Bryan: I’d certainly like to help fellow fantasy racers that way, but the tight bullring of Richmond is a far cry from Fontana’s parade route masquerading as a racetrack. Still, short track or not, it’s a Cup race, so Busch is a money pick this weekend as always. Dale Jr. is, for lack of a better word, in a slump. He ran well at RIR in the spring, but why is this the track he’ll snap out of his rut at?
Mike: I’m sure we all remember the contact between Busch and Earnhardt that allowed Bowyer to win the spring race. Earnhardt has always run well at Richmond and he’s actually had a pretty decent car for most of the recent races — they’ve just been doing stupid things. I think he’s going to get the momentum going for the Chase this weekend. I see you think Hamlin is going to be able to continue his recent string of good luck rather than being un-Chaseworthy as he was at Michigan.
Bryan: Well Mike, like Dale Jr., Hamlin had a halfway competitive racecar at MIS; his team just stupidly chose to experiment with their motor. Hamlin has been performing on all types of tracks in recent weeks, and there won’t be a driver in the field more amped about being at Richmond. Another team that has run well in recent weeks has been Team Red Bull… but you’re benching Brian Vickers this weekend. Are you worried more about driver or pit crew?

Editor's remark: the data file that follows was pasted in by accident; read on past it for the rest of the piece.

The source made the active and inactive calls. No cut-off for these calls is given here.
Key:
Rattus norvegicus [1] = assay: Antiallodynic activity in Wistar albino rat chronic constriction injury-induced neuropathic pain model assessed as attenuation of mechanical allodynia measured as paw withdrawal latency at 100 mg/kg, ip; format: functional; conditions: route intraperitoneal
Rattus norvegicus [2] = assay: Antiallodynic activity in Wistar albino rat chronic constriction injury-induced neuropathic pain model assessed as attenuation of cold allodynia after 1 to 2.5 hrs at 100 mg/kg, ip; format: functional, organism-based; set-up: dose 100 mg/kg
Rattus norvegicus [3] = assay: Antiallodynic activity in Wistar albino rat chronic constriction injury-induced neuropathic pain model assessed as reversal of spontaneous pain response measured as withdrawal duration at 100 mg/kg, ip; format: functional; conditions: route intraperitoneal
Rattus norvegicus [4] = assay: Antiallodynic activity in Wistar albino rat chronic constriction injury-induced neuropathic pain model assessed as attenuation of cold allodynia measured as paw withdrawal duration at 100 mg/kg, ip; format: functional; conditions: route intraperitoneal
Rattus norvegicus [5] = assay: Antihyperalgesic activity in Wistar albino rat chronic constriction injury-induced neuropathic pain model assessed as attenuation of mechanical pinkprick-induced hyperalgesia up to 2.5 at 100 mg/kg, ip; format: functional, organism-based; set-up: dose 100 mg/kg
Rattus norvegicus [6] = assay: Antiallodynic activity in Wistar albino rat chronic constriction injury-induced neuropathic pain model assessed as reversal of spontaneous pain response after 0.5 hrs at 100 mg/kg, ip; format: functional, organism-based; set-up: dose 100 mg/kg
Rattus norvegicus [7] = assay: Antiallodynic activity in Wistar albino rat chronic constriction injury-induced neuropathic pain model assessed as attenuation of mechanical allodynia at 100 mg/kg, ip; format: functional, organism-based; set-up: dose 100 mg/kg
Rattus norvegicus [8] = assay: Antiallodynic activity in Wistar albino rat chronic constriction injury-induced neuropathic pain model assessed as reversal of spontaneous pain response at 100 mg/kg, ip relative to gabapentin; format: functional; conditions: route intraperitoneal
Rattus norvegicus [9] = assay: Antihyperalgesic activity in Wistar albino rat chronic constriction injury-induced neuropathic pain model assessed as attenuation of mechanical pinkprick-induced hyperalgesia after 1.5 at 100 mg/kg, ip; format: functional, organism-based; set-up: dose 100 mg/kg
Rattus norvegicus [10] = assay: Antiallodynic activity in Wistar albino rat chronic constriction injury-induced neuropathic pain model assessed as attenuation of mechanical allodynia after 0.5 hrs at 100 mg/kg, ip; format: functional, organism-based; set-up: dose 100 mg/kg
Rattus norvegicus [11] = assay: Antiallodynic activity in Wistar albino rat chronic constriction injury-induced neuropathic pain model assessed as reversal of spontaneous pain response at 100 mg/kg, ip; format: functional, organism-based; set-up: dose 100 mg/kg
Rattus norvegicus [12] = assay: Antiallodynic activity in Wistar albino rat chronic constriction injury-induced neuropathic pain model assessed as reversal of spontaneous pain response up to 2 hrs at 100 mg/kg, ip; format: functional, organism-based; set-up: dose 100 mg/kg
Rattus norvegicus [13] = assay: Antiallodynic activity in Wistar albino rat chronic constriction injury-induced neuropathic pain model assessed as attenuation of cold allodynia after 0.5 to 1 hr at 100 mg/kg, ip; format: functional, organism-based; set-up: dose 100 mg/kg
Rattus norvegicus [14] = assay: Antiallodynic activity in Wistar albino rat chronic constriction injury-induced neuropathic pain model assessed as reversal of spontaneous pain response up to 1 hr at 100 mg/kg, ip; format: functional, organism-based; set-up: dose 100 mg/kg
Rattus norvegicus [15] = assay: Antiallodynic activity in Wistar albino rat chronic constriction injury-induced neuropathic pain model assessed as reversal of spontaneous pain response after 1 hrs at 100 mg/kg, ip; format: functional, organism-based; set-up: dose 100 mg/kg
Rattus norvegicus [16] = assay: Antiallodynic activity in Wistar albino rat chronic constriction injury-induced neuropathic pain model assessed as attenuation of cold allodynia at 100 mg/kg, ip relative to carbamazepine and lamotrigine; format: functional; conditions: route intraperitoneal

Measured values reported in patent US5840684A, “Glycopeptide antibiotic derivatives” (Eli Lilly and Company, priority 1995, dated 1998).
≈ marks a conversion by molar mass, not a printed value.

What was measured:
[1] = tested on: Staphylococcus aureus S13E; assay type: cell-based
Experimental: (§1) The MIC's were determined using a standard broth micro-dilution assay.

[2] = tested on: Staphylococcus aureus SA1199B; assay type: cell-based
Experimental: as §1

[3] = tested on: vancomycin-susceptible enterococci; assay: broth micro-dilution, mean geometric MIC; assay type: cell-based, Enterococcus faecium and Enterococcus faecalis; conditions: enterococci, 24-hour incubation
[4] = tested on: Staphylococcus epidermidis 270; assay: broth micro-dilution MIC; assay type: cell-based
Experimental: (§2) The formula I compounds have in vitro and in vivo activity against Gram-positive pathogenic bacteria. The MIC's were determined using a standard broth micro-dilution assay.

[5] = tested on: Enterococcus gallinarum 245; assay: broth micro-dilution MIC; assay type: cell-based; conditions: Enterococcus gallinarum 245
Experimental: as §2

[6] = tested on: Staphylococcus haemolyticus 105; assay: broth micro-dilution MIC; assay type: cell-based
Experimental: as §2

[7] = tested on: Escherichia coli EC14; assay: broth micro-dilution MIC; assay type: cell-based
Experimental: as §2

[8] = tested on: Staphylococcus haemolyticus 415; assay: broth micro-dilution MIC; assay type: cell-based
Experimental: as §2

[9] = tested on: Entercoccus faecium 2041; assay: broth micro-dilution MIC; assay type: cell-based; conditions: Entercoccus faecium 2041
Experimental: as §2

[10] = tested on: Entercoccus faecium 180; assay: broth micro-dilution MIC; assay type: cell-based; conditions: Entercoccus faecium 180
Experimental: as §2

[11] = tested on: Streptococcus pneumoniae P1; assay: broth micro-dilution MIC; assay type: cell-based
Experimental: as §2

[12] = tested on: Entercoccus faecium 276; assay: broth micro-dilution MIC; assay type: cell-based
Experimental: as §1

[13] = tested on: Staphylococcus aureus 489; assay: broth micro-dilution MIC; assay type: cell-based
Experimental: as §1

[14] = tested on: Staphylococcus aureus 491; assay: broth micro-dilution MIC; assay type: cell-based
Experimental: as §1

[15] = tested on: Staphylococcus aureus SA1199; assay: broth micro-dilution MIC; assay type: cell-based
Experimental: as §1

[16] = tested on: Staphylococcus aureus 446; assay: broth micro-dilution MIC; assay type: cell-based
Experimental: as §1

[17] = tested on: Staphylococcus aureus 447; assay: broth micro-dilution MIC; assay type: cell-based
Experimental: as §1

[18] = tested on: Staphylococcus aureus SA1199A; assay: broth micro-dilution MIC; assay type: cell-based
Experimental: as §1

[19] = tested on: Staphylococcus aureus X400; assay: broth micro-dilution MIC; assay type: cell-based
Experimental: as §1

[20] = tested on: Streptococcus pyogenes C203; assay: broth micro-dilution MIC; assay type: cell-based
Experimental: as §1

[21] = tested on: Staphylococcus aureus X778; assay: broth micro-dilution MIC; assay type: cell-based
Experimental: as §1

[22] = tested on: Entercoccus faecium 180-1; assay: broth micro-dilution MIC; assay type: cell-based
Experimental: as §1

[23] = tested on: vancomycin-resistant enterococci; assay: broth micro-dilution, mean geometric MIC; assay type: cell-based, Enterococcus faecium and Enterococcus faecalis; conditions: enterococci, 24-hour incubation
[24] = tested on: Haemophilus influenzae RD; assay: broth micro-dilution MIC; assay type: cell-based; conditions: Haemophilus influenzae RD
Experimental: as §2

Mike: I don’t know that I’m worried about the driver; I’ve just looked at his performance this year, and all of Vickers’ top-10 finishes have been on tracks that are 1.5 miles or bigger. His history at Richmond isn’t stellar, either, so I’m thinking that he may well grace Victory Lane this year… just not at that track. Speaking of drivers who are running pretty well these days that you’re looking down on for Richmond, what makes you think that Jamie MAC is going to be at the back again this week?